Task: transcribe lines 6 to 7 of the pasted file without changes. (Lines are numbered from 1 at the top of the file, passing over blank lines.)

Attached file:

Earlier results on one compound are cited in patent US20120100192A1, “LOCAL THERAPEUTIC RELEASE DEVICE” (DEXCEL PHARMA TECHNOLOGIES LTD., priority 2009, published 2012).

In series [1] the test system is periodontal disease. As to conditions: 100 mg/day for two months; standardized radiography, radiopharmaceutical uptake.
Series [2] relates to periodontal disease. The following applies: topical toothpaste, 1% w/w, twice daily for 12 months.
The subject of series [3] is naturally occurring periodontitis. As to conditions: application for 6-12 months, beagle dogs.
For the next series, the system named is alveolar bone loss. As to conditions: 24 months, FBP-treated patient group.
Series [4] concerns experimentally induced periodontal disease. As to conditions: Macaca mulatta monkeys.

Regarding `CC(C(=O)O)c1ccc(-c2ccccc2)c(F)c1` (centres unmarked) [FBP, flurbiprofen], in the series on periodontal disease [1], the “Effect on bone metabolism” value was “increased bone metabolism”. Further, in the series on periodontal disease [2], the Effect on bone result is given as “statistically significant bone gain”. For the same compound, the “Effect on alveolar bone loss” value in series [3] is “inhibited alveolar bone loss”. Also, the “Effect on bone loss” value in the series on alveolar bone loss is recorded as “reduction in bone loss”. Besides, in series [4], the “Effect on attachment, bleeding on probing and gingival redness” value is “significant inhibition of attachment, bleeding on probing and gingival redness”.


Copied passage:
Series [4] concerns experimentally induced periodontal disease. As to conditions: Macaca mulatta monkeys.

Regarding `CC(C(=O)O)c1ccc(-c2ccccc2)c(F)c1` (centres unmarked) [FBP, flurbiprofen], in the series on periodontal disease [1], the “Effect on bone metabolism” value was “increased bone metabolism”. Further, in the series on periodontal disease [2], the Effect on bone result is given as “statistically significant bone gain”. For the same compound, the “Effect on alveolar bone loss” value in series [3] is “inhibited alveolar bone loss”. Also, the “Effect on bone loss” value in the series on alveolar bone loss is recorded as “reduction in bone loss”. Besides, in series [4], the “Effect on attachment, bleeding on probing and gingival redness” value is “significant inhibition of attachment, bleeding on probing and gingival redness”.